15. 15. • Online guides to using the library’s resources that can be designed around a subject or for specific classes and assignments.• Can be built around the course syllabus or an assignment to connect students with the specific library resources they will need to be successful.• Faculty can link to the guide or embed it into their CourseWeb class.• http://pitt.libguides.com
    16. 16. RubricsThe ULS has created several rubrics that can be used by faculty and librarians to incorporate appropriate structure and assessment to the development of their instructional sessions.These rubrics are based on the ACRL Standards and the eight skill sets identified by the SAILS (Standardized Assessment of Information Literacy Skills) test currently in use. There are four levels for all of the ULS rubrics. These include: novice, developing, proficient and accomplished.
    17. 17. Accomplish Novice Developing Proficient ed Shows an increased Understands understandin Unable to nature & g of Able to adapt narrow scope of information search topic; Unsure assignment; needed process toDevelop of Determines for topic; topic;Research how to find general Refines Knows whatStrategy information keywords keywords keywords needed in relation to and and phrases for topic develops to employ assignment to begin synonyms searching for search terms
    18. 18. What is a Curriculum Map?Grid for subject specific informationliteracy instructionScope and Sequence of skillsCustomizable to needs of a particulardepartment or major
    19. 19. Engineering Library: Judy Brink
    20. 20. Keeping Up with Technology Keep up with technology developments and tools Learn various (standard) technology applications Develop understanding of pedagogical use Implement in appropriate instructional settings Assess if the technological tool accomplishes desired outcomes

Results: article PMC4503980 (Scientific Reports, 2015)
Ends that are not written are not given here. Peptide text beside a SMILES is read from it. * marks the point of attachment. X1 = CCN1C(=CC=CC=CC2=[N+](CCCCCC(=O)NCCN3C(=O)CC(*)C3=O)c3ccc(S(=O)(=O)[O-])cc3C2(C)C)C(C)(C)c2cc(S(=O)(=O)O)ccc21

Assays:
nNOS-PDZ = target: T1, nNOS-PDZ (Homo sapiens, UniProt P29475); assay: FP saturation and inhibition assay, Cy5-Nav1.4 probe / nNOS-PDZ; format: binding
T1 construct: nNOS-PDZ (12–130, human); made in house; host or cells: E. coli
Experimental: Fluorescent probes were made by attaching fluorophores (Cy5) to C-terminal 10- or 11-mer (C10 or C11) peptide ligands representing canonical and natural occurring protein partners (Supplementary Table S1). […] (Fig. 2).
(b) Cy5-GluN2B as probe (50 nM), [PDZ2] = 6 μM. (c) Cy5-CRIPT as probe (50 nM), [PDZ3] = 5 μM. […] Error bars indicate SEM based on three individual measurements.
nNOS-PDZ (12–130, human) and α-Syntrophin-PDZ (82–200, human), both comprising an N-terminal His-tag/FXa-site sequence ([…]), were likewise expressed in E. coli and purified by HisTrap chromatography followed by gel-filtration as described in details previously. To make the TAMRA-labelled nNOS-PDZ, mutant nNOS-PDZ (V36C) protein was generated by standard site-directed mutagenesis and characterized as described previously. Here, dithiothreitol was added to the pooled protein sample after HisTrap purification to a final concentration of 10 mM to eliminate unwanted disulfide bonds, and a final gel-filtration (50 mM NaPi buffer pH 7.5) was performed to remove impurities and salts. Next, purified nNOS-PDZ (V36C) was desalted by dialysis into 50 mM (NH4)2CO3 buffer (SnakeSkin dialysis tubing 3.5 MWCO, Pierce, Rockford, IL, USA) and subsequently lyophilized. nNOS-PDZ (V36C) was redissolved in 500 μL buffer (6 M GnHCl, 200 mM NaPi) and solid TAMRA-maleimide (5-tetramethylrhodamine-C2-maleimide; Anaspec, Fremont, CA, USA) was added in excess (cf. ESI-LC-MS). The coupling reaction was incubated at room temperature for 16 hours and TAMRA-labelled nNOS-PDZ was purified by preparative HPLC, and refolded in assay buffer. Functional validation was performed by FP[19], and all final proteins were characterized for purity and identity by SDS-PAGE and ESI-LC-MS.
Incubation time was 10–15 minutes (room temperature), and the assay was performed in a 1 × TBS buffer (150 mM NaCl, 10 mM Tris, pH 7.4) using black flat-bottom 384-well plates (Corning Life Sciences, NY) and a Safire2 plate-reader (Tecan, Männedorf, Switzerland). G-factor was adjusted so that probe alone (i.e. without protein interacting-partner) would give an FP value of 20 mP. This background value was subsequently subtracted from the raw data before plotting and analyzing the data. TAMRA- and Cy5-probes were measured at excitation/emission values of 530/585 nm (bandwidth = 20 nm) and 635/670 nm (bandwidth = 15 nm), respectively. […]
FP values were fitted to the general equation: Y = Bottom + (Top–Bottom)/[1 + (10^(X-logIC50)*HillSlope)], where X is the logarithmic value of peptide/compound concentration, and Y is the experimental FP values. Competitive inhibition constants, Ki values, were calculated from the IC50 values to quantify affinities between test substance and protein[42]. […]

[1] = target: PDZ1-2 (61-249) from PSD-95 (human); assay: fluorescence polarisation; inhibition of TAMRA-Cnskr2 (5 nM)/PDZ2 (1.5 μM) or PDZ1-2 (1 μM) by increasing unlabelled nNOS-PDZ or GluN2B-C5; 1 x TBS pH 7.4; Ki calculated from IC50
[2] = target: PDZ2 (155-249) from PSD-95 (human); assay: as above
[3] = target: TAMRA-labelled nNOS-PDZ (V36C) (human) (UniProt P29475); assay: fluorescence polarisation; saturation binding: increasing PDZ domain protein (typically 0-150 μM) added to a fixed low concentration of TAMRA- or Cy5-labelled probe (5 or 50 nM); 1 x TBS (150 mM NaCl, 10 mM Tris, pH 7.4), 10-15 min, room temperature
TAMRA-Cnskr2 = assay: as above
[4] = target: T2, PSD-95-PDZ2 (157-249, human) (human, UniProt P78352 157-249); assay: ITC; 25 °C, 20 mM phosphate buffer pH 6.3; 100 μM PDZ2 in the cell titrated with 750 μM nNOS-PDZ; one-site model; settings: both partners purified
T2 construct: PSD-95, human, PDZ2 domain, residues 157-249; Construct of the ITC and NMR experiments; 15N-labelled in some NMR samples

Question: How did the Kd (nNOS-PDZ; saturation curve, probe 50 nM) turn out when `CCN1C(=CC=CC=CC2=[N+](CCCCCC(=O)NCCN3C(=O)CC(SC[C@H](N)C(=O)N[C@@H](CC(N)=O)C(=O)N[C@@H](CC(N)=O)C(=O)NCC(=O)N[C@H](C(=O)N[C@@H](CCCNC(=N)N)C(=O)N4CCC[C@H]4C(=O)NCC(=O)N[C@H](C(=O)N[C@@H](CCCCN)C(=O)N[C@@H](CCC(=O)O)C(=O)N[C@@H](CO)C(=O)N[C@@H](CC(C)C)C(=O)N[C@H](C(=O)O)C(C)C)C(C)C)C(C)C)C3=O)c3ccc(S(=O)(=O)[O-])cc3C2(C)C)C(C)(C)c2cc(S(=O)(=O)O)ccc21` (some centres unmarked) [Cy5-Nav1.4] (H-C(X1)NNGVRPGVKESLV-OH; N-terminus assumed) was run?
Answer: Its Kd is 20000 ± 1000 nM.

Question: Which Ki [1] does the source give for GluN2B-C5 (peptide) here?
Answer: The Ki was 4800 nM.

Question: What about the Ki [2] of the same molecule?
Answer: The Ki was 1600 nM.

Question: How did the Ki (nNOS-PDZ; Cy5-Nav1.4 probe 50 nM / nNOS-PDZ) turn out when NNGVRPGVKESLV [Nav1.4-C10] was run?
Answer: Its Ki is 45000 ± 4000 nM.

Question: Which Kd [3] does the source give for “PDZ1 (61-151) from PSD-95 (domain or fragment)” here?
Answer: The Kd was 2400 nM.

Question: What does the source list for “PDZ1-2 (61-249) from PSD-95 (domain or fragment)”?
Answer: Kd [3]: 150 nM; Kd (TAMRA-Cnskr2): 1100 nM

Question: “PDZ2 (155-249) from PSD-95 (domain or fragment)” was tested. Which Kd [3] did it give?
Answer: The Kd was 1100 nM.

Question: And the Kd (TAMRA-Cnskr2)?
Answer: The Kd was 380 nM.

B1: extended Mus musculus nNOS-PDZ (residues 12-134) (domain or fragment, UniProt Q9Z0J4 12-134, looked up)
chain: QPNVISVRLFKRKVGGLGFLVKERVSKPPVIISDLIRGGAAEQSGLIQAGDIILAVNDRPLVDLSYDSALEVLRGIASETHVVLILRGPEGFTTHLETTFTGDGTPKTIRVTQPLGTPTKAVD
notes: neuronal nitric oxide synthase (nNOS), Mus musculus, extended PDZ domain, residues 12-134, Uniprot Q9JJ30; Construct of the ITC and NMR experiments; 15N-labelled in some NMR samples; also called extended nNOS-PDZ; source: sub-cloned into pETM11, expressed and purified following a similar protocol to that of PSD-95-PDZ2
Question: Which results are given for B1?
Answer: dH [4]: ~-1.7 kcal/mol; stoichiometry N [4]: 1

21. 21. Integrating Information Literacy…Can be done in the faculty classroom, online, or through the library classroom.It is imperative to collaborate with faculty, whether you will be embedding, be there in person, or through the web.
    22. 22. The RealityThe research process is more difficult withinformation abundance: •Technology issues now complicate research concepts further •Too many information choices, not enough orientation
    23. 23. Goal: Better Research Assignments Process over Product Tiered Paper Approach Suggest Alternatives to the 5-7 Pages  Annotated bibliography  Literature review  Bibliographic essay  Evaluate and edit a Wikipedia entry  Grant or research proposal
    24. 24. Goal: Tiered Research Assignments Thesis/topic meeting Research log/journal Preliminary bibliography Outline/Introduction Mid-point check Drafts Final Paper
    25. 25. Goal: Embed Smaller Research Components Explain Citations Explain Source Types Suggest Disciplinary Sources Explain Terminology (primary vs. secondary) Explain Information Cycle
    26. 26. Things students need… Collaboration between faculty and librarians Collaboration between academic departments and libraries Connection between research-paper process and everyday life research Context: background, vocabulary, expectation, gathering resources Librarian as informational coach Frequent explanations of research (IL) concepts across courses and years from faculty and librarians
    27. 27. The Result: Ubiquity Research is not disconnected from the classroom Research is not an outside skill Research skills are necessary for all their work
    28. 28. LibGuide Companions Information Literacy Fundamentals  http://pitt.libguides.com/infolit Information Literacy Tools  http://pitt.libguides.com/infolittools
    29. 29. Robin KearReference/Instruction LibrarianUniversity of PittsburghG22 Hillman Library3960 Forbes AvenuePittsburgh, PA 15260+1-412-648-7728rlk25@pitt.eduhttp://www.linkedin.com/in/robinkearTwitter: @rkearMeebo Chat: rkearSkype: robin.kearhttp://pitt.libguides.com/profile.php?uid=18189